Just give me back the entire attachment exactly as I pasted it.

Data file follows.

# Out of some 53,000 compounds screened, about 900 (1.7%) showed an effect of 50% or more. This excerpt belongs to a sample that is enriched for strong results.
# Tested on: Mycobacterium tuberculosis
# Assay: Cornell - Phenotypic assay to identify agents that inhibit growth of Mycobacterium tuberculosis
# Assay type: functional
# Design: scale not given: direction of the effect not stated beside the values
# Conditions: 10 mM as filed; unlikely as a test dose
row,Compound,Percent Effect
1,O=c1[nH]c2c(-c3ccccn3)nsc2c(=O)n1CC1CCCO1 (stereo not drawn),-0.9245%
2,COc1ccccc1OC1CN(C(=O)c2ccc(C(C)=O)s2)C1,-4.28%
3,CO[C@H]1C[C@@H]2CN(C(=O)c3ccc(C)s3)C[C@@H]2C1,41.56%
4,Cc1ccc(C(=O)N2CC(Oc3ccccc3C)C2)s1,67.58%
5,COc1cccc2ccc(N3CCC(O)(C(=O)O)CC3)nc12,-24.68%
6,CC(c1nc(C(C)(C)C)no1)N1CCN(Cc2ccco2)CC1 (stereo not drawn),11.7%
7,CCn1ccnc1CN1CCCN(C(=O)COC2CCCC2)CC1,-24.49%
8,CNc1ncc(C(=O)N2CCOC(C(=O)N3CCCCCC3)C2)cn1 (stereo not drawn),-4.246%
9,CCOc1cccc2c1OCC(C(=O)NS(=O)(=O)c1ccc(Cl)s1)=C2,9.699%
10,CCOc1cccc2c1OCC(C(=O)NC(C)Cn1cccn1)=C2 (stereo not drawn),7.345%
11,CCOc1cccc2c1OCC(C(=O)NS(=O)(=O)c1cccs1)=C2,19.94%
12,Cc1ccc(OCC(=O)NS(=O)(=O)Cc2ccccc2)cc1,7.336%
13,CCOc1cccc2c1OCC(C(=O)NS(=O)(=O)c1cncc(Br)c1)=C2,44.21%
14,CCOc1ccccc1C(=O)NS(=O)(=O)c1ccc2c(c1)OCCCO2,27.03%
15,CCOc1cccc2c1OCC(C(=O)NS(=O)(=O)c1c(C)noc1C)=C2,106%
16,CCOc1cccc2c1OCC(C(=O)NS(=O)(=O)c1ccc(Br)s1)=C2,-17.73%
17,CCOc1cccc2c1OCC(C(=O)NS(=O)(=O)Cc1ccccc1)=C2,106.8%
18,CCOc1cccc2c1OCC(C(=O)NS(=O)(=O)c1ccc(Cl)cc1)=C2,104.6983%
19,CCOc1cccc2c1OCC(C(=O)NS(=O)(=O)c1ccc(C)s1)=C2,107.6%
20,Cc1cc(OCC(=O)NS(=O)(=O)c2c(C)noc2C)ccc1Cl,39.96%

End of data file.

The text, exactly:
# Out of some 53,000 compounds screened, about 900 (1.7%) showed an effect of 50% or more. This excerpt belongs to a sample that is enriched for strong results.
# Tested on: Mycobacterium tuberculosis
# Assay: Cornell - Phenotypic assay to identify agents that inhibit growth of Mycobacterium tuberculosis
# Assay type: functional
# Design: scale not given: direction of the effect not stated beside the values
# Conditions: 10 mM as filed; unlikely as a test dose
row,Compound,Percent Effect
1,O=c1[nH]c2c(-c3ccccn3)nsc2c(=O)n1CC1CCCO1 (stereo not drawn),-0.9245%
2,COc1ccccc1OC1CN(C(=O)c2ccc(C(C)=O)s2)C1,-4.28%
3,CO[C@H]1C[C@@H]2CN(C(=O)c3ccc(C)s3)C[C@@H]2C1,41.56%
4,Cc1ccc(C(=O)N2CC(Oc3ccccc3C)C2)s1,67.58%
5,COc1cccc2ccc(N3CCC(O)(C(=O)O)CC3)nc12,-24.68%
6,CC(c1nc(C(C)(C)C)no1)N1CCN(Cc2ccco2)CC1 (stereo not drawn),11.7%
7,CCn1ccnc1CN1CCCN(C(=O)COC2CCCC2)CC1,-24.49%
8,CNc1ncc(C(=O)N2CCOC(C(=O)N3CCCCCC3)C2)cn1 (stereo not drawn),-4.246%
9,CCOc1cccc2c1OCC(C(=O)NS(=O)(=O)c1ccc(Cl)s1)=C2,9.699%
10,CCOc1cccc2c1OCC(C(=O)NC(C)Cn1cccn1)=C2 (stereo not drawn),7.345%
11,CCOc1cccc2c1OCC(C(=O)NS(=O)(=O)c1cccs1)=C2,19.94%
12,Cc1ccc(OCC(=O)NS(=O)(=O)Cc2ccccc2)cc1,7.336%
13,CCOc1cccc2c1OCC(C(=O)NS(=O)(=O)c1cncc(Br)c1)=C2,44.21%
14,CCOc1ccccc1C(=O)NS(=O)(=O)c1ccc2c(c1)OCCCO2,27.03%
15,CCOc1cccc2c1OCC(C(=O)NS(=O)(=O)c1c(C)noc1C)=C2,106%
16,CCOc1cccc2c1OCC(C(=O)NS(=O)(=O)c1ccc(Br)s1)=C2,-17.73%
17,CCOc1cccc2c1OCC(C(=O)NS(=O)(=O)Cc1ccccc1)=C2,106.8%
18,CCOc1cccc2c1OCC(C(=O)NS(=O)(=O)c1ccc(Cl)cc1)=C2,104.6983%
19,CCOc1cccc2c1OCC(C(=O)NS(=O)(=O)c1ccc(C)s1)=C2,107.6%
20,Cc1cc(OCC(=O)NS(=O)(=O)c2c(C)noc2C)ccc1Cl,39.96%